There are certain challenges with being on the road. Playing is the easiest bit [laughs] – the travelling sometimes can be a bit tiring, changing time zones and things like that. But really I can’t say there have been major challenges or complain about anything, because I’ve been very lucky in my life that I’ve been able to do pretty much what I wanted to do.
Is there anything still left on the bucket list?
I’m doing it. I’m writing, recording a new solo album, playing with the guys. So I’m really happy doing what I’m doing now.
You would’ve witnessed a lot of changes in the music industry – which ones threw the biggest spanners in the works?
During the mid to late 70s, the punk movement certainly affected bands like us and Roxy Music and Queen. I think we went out of favour with a lot of people. Changes happen and change is good, and it’s just one of those things. Obviously, we carried on. 10cc in particular, and bands like Queen, were able to carry on because they’ve got great catalogues. People want to hear the songs after all these years and want to hear them played live, that’s the main thing.
What about technological evolution – how would you compare a 10cc concert back in the day to one now?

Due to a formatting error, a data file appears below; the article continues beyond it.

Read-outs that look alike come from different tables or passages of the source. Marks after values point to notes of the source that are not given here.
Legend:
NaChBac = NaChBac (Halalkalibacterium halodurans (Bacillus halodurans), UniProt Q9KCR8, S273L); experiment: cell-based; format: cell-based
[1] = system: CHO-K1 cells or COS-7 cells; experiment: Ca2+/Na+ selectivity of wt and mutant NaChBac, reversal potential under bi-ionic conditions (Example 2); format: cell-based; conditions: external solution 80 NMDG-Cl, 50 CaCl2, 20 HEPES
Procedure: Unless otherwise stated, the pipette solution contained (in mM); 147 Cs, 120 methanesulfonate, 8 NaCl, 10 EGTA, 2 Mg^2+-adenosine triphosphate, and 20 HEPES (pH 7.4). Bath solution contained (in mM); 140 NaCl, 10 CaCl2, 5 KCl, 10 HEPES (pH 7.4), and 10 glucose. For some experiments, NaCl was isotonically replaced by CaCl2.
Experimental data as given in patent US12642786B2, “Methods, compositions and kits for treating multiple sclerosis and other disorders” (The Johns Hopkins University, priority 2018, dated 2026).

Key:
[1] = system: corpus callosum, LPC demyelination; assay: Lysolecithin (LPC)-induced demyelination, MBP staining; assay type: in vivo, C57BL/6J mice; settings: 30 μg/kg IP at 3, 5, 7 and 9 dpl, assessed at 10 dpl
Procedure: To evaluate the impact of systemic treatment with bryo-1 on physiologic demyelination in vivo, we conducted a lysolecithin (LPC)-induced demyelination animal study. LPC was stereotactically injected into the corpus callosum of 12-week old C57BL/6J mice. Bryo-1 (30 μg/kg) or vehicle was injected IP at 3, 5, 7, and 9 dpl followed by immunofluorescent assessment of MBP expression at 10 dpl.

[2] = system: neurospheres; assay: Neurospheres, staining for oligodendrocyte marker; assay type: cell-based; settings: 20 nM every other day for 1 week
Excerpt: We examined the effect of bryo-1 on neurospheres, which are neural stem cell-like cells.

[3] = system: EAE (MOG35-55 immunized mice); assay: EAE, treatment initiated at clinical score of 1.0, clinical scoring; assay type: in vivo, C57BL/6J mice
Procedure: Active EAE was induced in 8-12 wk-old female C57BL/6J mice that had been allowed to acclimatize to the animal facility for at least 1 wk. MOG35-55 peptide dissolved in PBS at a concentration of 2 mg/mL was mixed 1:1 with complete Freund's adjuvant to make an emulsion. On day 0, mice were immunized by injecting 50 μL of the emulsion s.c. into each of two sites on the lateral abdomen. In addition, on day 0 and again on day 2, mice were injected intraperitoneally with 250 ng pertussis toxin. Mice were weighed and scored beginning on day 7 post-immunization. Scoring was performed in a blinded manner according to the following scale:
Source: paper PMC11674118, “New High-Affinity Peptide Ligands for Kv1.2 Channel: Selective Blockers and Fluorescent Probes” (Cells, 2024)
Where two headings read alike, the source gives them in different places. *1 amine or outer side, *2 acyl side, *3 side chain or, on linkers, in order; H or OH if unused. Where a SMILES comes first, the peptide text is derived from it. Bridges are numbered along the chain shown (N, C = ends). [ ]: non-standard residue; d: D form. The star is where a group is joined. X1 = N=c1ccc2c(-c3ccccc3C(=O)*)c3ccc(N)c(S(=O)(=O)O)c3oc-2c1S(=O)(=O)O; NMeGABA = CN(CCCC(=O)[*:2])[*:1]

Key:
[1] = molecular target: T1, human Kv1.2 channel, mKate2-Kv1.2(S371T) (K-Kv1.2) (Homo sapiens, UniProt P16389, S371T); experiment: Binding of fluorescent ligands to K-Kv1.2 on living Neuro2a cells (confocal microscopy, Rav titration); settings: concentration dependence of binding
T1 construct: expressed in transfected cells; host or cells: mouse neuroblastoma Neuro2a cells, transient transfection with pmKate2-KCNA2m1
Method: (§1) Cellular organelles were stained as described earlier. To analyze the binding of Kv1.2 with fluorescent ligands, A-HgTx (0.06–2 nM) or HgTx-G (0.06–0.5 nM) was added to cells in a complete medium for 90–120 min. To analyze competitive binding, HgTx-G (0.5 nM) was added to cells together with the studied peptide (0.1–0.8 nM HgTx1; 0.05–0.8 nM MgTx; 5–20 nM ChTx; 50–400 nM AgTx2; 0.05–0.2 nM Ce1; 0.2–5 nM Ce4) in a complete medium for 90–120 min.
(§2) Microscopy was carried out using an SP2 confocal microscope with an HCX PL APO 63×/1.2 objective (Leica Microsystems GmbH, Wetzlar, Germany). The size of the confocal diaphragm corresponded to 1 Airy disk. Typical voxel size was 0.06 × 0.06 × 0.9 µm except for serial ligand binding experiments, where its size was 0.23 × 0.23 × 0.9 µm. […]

Things are quite different now, as far as live performance is concerned. Digital technology has given us so many things that make our lives so much easier. But at the root of it, no matter what the technology is that surrounds the band, they’ve still got to deliver a great performance, well played, with great songs. So you can have the best sounding band in the world, but if the songs are rubbish, it’s not going to be very good, is it? [Chuckles.]
What are Wellington audiences in for at your upcoming Opera House concert?
You’re going to get all the hits, all the songs you’d expect to hear, plus various tracks that we like to play and a couple of surprises as well. When I’m putting a setlist together, I’m in the audience, I’m going to the concert, and I’m thinking, I wanna hear this, I wanna hear that, I hope they play that. I try to think about that, I’m very conscious of what the audience wants to hear.
What are you most looking forward to about visiting Wellington in particular?
That is a brilliant question! In that, what is the most important, wonderful thing about Wellington?
Are you asking me?
Oh gosh. Well, the wind gives Wellington quite a bit of… character?
Character! Okay [laughs].
Joking aside, the most important thing really is the people. It’s always nice to meet people and get to know them a bit if possible, so that’s what we’re most looking forward to.
Do you have a favourite song to sing live?
That’s a tough one. Dreadlock Holiday always gets people dancing and singing along, so I’ll say that one.
What would you most like to say to your Kiwi fans?
We love New Zealand, we always have. It’s a beautiful country and we’re really looking forward to getting back. We’re looking forward to seeing you, and hope you enjoy watching us play.
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« Issue 195, May 9, 2023